If you can look for tells in the opponents technique as to when a kicker is coming that will , or shoudl help your anticipation of it. You also have to stand your ground or be moving forward, if you let it come onto you, you will be hitting the ball at its highest point. Therefore allowing it to be effective against you.

    If the serves are fast you might not have time for a unit turn, rather an open stance punch/block
     
    #15
  16. LeeD

    LeeD Bionic Poster

    Joined:
    Dec 28, 2008
    Messages:
    37,320
    Location:
    East side of San Francisco Bay
    Some real godly talents can "punch/block" with their groundie grips, but for slow thinkers like myself, it's better to adopt the continental VOLLEY grip and volley the return after it's bounce.
     
    #16
  17. Texas Scrambler

    Texas Scrambler New User

    Joined:
    Jun 26, 2009
    Messages:
    97
    Thanks for Good Advice

    I am off to play this evening and will crank up the focus on watching the ball and work on holding the racquet out further in front. Another point well made was if there is a lot of spin, blocking may not be sufficient and I will need to swing out. I will start with the eyes, then feet and then hands getting into positon and then work on lengthening the stroke.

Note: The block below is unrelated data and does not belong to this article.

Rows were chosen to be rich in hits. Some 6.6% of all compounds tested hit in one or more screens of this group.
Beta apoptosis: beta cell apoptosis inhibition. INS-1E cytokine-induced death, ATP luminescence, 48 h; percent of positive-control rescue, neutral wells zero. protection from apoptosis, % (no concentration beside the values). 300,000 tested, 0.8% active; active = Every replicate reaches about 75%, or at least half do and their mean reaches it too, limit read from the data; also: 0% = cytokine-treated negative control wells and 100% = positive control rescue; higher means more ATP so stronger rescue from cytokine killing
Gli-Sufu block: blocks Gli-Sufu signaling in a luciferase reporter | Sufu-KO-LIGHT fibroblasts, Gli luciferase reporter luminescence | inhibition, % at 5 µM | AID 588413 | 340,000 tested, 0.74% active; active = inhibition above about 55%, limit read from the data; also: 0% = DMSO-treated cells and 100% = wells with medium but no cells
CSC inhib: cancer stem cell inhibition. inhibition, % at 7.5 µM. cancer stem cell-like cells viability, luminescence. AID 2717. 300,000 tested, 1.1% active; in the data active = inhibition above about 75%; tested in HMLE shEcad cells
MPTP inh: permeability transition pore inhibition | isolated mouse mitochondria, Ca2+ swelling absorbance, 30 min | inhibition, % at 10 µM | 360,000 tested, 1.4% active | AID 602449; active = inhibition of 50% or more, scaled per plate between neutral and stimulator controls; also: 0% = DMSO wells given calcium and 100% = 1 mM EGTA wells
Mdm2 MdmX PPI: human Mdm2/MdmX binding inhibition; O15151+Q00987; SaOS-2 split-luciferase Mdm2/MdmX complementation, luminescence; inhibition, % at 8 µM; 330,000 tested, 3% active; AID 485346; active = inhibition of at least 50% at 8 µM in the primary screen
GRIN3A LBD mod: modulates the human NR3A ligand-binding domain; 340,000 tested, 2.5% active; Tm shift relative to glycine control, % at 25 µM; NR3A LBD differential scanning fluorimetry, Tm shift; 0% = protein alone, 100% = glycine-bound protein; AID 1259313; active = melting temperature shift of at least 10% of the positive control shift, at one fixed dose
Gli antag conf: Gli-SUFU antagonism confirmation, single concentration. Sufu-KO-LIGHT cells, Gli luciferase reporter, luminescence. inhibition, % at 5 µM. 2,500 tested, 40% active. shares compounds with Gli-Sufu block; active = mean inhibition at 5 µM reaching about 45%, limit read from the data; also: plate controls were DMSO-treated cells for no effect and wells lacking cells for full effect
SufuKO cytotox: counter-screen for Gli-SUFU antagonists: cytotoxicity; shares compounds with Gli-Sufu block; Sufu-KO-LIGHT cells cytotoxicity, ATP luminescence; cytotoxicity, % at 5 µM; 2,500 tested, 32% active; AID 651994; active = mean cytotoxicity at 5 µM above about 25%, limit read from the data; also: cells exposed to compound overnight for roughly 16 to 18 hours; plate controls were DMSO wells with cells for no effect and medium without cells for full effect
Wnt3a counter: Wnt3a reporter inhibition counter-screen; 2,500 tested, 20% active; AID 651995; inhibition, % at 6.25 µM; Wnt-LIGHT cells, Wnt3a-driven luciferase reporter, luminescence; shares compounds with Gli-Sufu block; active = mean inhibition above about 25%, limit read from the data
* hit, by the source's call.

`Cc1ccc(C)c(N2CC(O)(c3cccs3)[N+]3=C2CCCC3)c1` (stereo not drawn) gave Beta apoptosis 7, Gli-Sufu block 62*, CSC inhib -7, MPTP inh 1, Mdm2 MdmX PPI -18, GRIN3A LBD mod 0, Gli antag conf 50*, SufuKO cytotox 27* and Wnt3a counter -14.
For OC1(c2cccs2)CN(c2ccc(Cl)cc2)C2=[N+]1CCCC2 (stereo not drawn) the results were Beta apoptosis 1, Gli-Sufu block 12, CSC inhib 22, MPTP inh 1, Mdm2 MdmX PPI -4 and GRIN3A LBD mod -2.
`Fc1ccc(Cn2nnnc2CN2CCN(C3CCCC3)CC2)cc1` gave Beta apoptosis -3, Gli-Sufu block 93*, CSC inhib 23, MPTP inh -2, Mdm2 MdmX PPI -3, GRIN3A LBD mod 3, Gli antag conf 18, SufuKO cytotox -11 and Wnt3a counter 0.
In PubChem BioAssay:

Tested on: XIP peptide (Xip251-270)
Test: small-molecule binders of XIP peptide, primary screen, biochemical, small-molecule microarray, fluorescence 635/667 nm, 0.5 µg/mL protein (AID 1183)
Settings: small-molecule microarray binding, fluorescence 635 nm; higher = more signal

Any drills recommended for backhand serve returns?

    Ge Fed in Dubai. No knock against the Joker, I just like Fed better
     
    #17
  18. LeeD

    LeeD Bionic Poster

    Joined:
    Dec 28, 2008
    Messages:
    37,320
    Location:
    East side of San Francisco Bay
    Big spin serves, it's much more important than to swing with a long contact point and fully followtru than to just "swingout". "Swingout" connotates to swing like you are hitting a groundstroke, which you are NOT. You're returning a fast spinny second serve that moves away or towards you, not downward like a topspin groundie.
     
    #18
  19. Texas Scrambler

    Texas Scrambler New User

    Joined:
    Jun 26, 2009
    Messages:
    97
    #19
  20. Devilito

    Devilito Hall of Fame

    Joined:
    Jun 10, 2009
    Messages:
    4,266
    #20
  21. papa

    papa Hall of Fame

    Joined:
    Jul 13, 2004
    Messages:
    4,071
    Yeah, some can use the continental very well on the return of serve - you are probably one of them. However, for most using this grip it pops the ball up too much. Most younger players don't use this grip on return of serve but that, in itself, "might" not be definitive for several reasons. Returning serve from behind the baseline, sometimes way behind the baseline, using the continental grip put too much arc into the ball IMO.